The „matyó” folkwear is world famous. Some says, the „matyó” people are the descendants of King Matthias’ s Hungarian bodyguards, but the nickname actually can have other origins too. „Matyó”s live in a few villages around Mezőkövesd in Borsod county. Mezőkövesd is the „heart of the Matyóland”, but the nearby Tard and Szentistván are also notable settlements of this unique group of Hungarians. They belongs to the same ethnic group, as the „palóc” people, though the „matyó”s are strictly catholics as for religion, while „palóc”s are mostly protestants.

If the origin of their name really goes back to King Matthias, it can be also true, that their characteristic folk art was inspired by the Gothic-Renaissance styles of Matthias’ court. The magnificent costumes of the women, with lines of almost gothic delicacy, are richly embroidered. Though they use vivid colours as well, the aristocratic combination of white on black is the favourite. The women present a tall slender figure in their ankle length skirts, which flare out slightly at the bottom . The rich and colourful motives were designed and sketched by so-called “writing” (i.e. drawing) women, who wove the various flowers – most favored roses – of their gardens into their clothing. „Matyó” embroidery began to hit its prime in the 1860’s and 1870’s. This era brought the “festive room” to life, as houses were decorated with painted furniture, enamel plates, jars, bowls and high, richly decorated beds.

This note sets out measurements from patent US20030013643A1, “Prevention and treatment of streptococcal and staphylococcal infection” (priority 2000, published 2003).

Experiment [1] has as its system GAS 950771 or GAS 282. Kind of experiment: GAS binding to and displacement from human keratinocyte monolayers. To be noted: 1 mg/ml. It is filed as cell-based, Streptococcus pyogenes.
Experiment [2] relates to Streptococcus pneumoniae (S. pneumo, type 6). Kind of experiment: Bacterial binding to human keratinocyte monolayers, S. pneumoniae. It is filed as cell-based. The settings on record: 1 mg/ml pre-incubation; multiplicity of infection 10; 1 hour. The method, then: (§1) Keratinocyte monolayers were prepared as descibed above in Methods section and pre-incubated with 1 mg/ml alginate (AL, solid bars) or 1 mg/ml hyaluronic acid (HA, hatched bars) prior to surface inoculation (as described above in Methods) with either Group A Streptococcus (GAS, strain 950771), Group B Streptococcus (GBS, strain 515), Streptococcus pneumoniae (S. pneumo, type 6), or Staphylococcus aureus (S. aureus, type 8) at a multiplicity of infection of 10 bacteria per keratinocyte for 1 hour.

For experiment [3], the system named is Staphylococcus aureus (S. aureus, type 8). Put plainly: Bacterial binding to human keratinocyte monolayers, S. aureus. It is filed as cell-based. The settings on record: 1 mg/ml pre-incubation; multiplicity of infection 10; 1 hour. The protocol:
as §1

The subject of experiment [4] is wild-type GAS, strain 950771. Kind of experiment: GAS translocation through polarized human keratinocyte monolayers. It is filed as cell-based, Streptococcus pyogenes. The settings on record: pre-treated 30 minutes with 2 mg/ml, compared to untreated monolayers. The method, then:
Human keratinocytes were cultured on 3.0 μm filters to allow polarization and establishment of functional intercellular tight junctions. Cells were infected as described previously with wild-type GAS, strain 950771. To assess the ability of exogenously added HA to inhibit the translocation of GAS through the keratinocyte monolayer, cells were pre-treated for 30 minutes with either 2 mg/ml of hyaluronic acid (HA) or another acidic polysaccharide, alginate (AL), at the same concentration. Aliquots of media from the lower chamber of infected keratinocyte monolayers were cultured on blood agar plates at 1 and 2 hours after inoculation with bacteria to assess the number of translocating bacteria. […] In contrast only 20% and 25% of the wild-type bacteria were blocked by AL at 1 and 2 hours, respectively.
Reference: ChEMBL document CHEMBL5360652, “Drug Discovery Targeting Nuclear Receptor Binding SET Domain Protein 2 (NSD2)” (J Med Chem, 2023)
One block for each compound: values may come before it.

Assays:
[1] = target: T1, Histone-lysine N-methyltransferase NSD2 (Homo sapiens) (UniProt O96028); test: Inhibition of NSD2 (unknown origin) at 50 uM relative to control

„It is no matter, if the stomach is empty, better to shine outside”- says the „matyó”s laconically. Actually „matyós” were always the poorest of the Hungarians, and worked as roustabouts, sometimes for 6-9 monthes far away from their home. At least their feasts they intended to make bright, and richly decorated everything in their homes – clothes, bedclothes, shoes, dishes, walls and furniture alike. The most famous piecework ot their traditional folkcustomes  is the „matyó pinafore”, called „surc”, which was worn even by men. According to the old legend, once the Devil captured the lover of a „matyó” girl, and as for ransom, demanded flowers. The girl was so poor, that she had not even had a garden, not talking about flowers in it. Woefully, but astutely she striked out to embroider flowers on her own apron to take out the sweetie boy from the hard durance. As a sign of tribute of the case, the colourful apron became an always worn  part of men’s folkcustom in Matyóland.

Matyó culture is on the nomination list of UNESCO World Heritage. The „Matyó” Folkart Association was established in 1991, and since then it has had the esteemed task of developing and passing on the beautiful folkart values of the Matyó people.